Our panel shared with us their struggles of finding an inclusive workplace and why we need more representation in our a...
- On the eve of
Pride Month, we reached out to Harish Iyer, Equals Right Activist, Co-founder of The Jimmy Foundation, Balaji R, TEDx Speaker and Influencer Outreach Professional, Tonic Worldwide, Sunetro Lahiri, Associate Vice President - Creative, The Glitch and Tania Dey, Vice President, CX Strategy, Lowe Lintas to understand how to build a gender-fluid work culture and make advertising more inclusive.
- They shared with us their struggles of finding an inclusive workplace and why we need more representation in our ads.
- They said it starts by recognising them as a core part of the demographics -- from designing your brief to moving awareness beyond tokenism in the final output.
Over the years, we have normalised using derogatory words and making fun of the queer community for their sexual preferences, lack of masculinity or femininity at workplace. The lack of representation of LGBTQIA+ in Indian advertisements also reflects how deep seated these prejudices are.
Therefore, to start a conversation around it, we organised a virtual panel discussion with Harish Iyer, Equals Right Activist, Co-founder of The Jimmy Foundation, Balaji R, TEDx Speaker and Influencer Outreach Professional, Tonic Worldwide, Sunetro Lahiri, Associate Vice President - Creative, The Glitch and Tania Dey, Vice President, CX Strategy, Lowe Lintas.
#PrideMonth | In conversation with @hiyer, equal rights activist who moved SC on #Section377, Tania Dey (… https://t.co/KQmbVxESbU— Advertising and Media Insider India (@admediainsider) 1591702492000
They shared how we need to change things at the grassroots level, talk to employees and build a gender-fluid environment inside to be able to reflect on the outside. In the latter part of the conversation, the panel members helped us look at the macro problems of representation, visibility of the queer community in leadership positions and how we can make the advertising world more inclusive and move beyond tokenism.
Finding an inclusive workplace
For people whose sex assigned at birth is female, coming out is an additional challenge because the society already treats you like a second class citizen. There are other numerous domestic issues like verbal harassment, body shaming, etc, that come into play. Iyer highlighted how some organisations put their foot down after they hire someone from the spectrum. They expect the queer person to presume the responsiblity of educating and sensitising the workplace.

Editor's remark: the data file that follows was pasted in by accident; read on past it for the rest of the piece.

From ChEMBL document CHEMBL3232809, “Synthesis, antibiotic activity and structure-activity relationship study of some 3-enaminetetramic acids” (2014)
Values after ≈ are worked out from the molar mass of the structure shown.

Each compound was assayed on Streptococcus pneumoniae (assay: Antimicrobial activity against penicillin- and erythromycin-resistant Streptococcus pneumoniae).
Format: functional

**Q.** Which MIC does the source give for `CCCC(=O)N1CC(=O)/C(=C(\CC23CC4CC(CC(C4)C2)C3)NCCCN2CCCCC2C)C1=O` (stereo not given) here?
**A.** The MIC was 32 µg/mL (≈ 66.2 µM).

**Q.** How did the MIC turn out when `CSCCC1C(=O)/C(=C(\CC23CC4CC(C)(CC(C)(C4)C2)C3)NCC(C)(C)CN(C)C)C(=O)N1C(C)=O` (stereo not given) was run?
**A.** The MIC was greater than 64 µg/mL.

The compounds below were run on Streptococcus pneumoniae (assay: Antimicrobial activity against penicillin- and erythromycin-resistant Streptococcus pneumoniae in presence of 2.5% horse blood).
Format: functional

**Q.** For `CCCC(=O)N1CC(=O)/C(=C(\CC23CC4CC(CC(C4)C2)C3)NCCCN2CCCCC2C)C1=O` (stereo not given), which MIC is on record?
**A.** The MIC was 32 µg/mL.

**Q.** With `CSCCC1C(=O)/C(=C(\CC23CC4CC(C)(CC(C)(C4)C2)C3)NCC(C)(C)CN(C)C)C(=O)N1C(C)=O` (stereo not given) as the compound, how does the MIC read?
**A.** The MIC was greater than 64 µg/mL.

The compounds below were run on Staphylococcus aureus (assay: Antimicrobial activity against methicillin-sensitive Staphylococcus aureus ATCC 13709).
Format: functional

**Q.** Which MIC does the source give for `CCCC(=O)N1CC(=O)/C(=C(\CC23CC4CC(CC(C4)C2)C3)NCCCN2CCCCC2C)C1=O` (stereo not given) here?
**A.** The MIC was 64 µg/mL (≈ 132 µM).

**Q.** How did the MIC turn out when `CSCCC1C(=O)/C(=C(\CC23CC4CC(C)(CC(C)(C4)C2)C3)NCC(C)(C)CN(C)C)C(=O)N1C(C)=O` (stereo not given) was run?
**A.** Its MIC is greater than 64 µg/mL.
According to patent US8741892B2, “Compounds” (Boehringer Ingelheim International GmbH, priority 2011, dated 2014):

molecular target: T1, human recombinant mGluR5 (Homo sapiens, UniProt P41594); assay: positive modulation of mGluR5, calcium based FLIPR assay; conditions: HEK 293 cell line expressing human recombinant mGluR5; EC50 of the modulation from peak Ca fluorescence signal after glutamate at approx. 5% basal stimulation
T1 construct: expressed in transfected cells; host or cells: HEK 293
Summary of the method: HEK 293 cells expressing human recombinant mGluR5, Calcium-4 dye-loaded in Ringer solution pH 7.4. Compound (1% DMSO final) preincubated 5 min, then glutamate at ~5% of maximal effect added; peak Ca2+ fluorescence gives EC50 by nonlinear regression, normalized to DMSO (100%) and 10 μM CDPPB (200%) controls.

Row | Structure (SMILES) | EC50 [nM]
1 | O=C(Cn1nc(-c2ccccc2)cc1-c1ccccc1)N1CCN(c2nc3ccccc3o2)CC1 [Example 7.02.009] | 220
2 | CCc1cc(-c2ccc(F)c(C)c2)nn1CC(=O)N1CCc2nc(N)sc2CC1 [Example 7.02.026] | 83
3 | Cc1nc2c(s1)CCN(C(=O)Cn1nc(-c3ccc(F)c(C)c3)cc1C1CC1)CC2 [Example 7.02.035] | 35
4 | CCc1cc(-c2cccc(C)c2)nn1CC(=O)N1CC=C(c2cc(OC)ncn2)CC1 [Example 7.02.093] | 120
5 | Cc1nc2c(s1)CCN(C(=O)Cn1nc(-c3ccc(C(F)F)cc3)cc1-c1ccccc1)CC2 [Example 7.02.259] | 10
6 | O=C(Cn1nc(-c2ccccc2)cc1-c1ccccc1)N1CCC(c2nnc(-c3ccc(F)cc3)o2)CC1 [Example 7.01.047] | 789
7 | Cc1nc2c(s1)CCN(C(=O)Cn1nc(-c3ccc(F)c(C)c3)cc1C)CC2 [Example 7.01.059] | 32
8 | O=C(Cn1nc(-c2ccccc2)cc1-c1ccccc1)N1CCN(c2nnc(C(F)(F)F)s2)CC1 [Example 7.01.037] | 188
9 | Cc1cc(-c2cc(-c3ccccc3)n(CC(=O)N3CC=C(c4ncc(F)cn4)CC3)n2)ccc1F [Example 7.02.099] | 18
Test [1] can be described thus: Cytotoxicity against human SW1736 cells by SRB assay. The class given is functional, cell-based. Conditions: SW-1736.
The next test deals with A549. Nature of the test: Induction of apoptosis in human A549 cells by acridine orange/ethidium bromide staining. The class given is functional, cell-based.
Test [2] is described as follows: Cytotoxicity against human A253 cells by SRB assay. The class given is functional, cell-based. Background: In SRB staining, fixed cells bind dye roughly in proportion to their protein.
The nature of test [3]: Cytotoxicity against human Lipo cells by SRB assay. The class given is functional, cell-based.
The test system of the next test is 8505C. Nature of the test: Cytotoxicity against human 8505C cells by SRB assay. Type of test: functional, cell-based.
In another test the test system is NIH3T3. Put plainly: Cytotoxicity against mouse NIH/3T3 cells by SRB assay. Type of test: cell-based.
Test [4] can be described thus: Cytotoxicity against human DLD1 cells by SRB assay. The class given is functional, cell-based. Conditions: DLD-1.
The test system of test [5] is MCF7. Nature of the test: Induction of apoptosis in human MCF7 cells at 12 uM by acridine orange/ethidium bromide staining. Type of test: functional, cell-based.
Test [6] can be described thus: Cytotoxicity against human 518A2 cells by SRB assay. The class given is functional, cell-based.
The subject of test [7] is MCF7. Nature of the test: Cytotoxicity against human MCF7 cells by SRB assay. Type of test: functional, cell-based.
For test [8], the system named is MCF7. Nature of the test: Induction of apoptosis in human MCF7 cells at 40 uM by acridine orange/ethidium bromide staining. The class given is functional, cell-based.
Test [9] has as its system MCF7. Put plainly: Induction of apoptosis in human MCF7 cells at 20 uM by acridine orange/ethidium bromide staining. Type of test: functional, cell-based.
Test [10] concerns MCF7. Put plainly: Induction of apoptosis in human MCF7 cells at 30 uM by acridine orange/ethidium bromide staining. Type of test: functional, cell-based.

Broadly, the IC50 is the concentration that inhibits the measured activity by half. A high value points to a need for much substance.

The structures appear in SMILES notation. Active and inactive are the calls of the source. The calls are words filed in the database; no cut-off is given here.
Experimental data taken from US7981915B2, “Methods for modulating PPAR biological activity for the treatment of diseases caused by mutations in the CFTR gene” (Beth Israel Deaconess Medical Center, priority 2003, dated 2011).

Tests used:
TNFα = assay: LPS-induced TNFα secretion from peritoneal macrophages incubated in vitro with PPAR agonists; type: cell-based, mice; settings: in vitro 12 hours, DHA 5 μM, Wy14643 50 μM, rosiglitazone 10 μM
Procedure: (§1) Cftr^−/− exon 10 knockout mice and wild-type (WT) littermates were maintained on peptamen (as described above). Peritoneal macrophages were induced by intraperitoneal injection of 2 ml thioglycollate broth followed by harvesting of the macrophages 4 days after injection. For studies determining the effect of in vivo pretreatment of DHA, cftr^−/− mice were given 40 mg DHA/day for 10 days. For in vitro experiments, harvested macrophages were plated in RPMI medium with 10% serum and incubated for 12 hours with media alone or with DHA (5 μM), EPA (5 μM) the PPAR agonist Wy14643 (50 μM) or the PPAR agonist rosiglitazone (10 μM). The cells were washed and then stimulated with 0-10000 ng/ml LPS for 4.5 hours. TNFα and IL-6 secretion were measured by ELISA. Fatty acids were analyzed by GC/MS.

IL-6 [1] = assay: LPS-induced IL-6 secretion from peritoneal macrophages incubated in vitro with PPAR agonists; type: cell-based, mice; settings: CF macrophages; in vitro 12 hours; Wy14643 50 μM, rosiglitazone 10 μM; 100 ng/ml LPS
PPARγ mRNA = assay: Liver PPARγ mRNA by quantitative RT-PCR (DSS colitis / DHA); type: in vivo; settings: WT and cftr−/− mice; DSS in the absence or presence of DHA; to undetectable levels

However, for Dey, who works with one of the oldest ad agencies in India, its sensitisation processes helped them feel home.
Dey said, “Lowe Lintas has been a very mature organization as there were sensitisation processes already in place at least for things like sexual harassment at workplace, from a gender-perspective. But for sexuality, not so much. So when I joined Lintas, I told them I am coming with one simple agenda -- you are the biggest agency out there and change has to come from you. If you don’t push it, who else is going to push it? Every brief, pitch and team you work for, that is an opportunity to bring up the conversation and bring change.”
For Balaji, on the other hand, the journey to finding an inclusive workplace was quite challenging, who was rejected by a few companies based on their sexuality before finding Tonic Worldwide.
“A lot of companies rejected me due to my sexual orientation. They told me, 'There are a lot of decent people who work here and we won't be able to afford you’. People have openly given that feedback. So coming to Tonic was a different experience altogether. I remember, before we started with my interview, I told my boss that I am out and proud gay. He appreciated my honesty and I could come out with open colours, which wasn’t my plan because of my bad experience in the past and desperation to find a job. At the end of the day, skills matter, sexuality doesn’t,” shared Balaji.